While it was generally accepted that the WSF is not an event, but a process, horizontality makes this very difficult. In an organised process, you would expect to pass previous debates and cumulative wisdom from forum to forum, in order to give to the process more speed and force. But there is no link between forums.
At every Forum, debate at any level starts anew, complicated by the fact that the organisers of the Forum cannot force panels on the same issue to join together. In Tunis, there were more than 1,000 workshops, seminars or meetings, several of which were on exactly the same issue. So every meeting spoke only to its direct constituency, without hearing the voices of others.
Every year there are a minimum of twenty local, regional, thematic and global forums, with thousands of interventions from academics to activists, giving an indication of how much collective wisdom gets lost in the process.
In the case of the IC, there is a further problem which has nothing to do with horizontality. Members of the IC tend to look to it just as a meeting space. To take assignments at home is judged a statistical failure. It was the lack of efficiency of the Forum that gave rise to the creation of commissions which would look into methodology, enlargement, communication, finance and other issues.
When the Commission on Enlargement wanted to reorganise the IC into a more representative body, it went nowhere. The only support that the Commission on Communication asked from the IC was that participants would provide the names of a few journalists known to be interested in the Forum, but this never happened.
Given the gradual dwindling of journalists attending forums, the proposal to present a list of resource persons (for gender, environment, indigenous people, etc.) for giving to journalists so they could find their way around hundreds of meetings to obtain material to write their articles was dismissed as a way of appointing spokespersons.
In any case, the commission died quietly, without anyone noticing, and the secretariat of the WSF also closed, because of budget problems. The organising committee of the Tunis Forum even made it clear that it had received no contribution whatsoever from the IC.
After 15 years, analysis of the WSF would require much more than these few lines, but the point is very simple. The WSF has no governance body because the IC was intended only to be at most a facilitator, whatever this means. The IC is an inefficient body, without a permanent core, with no acts or rules, which cannot take decisions on vision and strategy. This is aggravated by the proven fact that the members do not take any work beside their interventions to its meetings.
In the last few months, the debate about the future of the WSF has again taken force. The proponents for change say that when WSF was created, neoliberal globalisation was new, and the WSF was necessary to debate and denounce it.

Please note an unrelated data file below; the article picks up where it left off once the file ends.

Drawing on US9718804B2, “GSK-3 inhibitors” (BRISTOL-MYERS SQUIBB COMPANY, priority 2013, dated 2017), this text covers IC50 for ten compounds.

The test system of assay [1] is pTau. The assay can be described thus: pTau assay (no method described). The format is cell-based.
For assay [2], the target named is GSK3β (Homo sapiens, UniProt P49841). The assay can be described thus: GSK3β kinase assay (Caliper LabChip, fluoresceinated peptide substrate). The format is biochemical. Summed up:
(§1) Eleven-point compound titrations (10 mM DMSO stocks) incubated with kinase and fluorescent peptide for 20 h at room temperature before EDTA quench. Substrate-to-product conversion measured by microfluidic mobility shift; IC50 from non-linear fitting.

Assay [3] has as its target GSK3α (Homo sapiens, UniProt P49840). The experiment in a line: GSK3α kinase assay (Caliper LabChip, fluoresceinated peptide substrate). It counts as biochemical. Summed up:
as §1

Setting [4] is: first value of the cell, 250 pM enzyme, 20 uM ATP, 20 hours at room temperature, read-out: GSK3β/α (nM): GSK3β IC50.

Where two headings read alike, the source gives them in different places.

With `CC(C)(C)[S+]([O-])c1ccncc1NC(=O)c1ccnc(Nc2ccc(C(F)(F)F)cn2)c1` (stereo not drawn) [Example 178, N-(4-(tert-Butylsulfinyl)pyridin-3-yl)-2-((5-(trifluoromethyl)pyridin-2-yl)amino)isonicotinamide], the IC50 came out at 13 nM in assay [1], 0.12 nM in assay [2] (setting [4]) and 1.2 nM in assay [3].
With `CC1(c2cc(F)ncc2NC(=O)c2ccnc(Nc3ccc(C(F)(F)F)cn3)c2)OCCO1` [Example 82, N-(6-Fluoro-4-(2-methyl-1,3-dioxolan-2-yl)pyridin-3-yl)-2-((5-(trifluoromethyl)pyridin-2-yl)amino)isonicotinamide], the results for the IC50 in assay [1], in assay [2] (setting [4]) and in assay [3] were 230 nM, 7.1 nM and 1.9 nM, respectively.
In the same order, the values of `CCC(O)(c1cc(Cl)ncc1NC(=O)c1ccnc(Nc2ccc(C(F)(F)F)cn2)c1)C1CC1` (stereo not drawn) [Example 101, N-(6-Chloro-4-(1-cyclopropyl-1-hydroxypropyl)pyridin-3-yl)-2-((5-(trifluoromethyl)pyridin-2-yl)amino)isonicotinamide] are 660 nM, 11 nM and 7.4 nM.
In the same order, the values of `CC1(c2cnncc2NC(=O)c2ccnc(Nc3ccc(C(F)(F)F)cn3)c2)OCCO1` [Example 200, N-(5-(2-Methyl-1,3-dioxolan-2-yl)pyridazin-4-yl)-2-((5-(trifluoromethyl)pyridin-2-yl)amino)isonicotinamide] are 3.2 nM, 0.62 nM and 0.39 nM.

Now this work has been done, and we need to start to act. At the very minimum, this requires changing the Charter of Principles, and accepting that the Forum can make declarations on issues that participants consider relevant.
The guardians of the Charter maintain that this would lead inexorably to a splitting of the movement. But it would be enough to add a quorum of 80 percent, for example, for any act to be sure of having a mass view.
In Tunis, for example, it would have been perfectly possible to have a unanimous declaration asking the governments of the world to be responsible for the future of the planet and be prepared to go to the Climate Conference in Paris in December, ignoring the lobby of the energy corporations and thinking instead of people’s lives and survival.
The same should also have been possible for the International Council, which would then discuss vision, and become an actor on global issues.
This brings us to the real problem. As it is now, the IC is not a representative body of global civil society because it is not the result of an organic process. It should reorganise itself radically, which is a very unrealistic proposal. Ideally, it should be dissolved and re-created as an IC of the various organising committees of the World Forum held until now. This would bring diversity, experience … and legitimacy.
This IC would then organise itself to expand by incorporating more organisations, representatives of a large base (which would bring more to the fore social movements or organisations such as Greenpeace or Amnesty International, which have never joined because they did not find the IC a place to be). Such an IC could then carry out plans of actions, endorsed by the Forums, for taking positions on global issues in global events, such as the upcoming climate conference in Paris.
This proposal is just an example of the debate that should be launched. To continue as now and make no changes will leave the Forum as just a meeting space, very much like the spiritual exercise held for centuries by the Catholic Church while conflicts and revolutions were exploding in the outside, real world.
Is global civil society in the form of the WSF ready to adopt some mechanisms of organisation, albeit limited? Is it ready to accept that to fight the system some kind of counter-system must be organized and that horizontality has some limits?
Without that clear decision, everything will always be about something else, and we will continue debating issues which are not really central – like the efficiency of the IC, but efficient for what?
*Founder and president emeritus of the Inter Press Service (IPS) news agency. In recent years he has also founded Other News ([ www.other-news.info/ ]( http://www.other-news.info/ )), a service providing ‘information that markets eliminate’.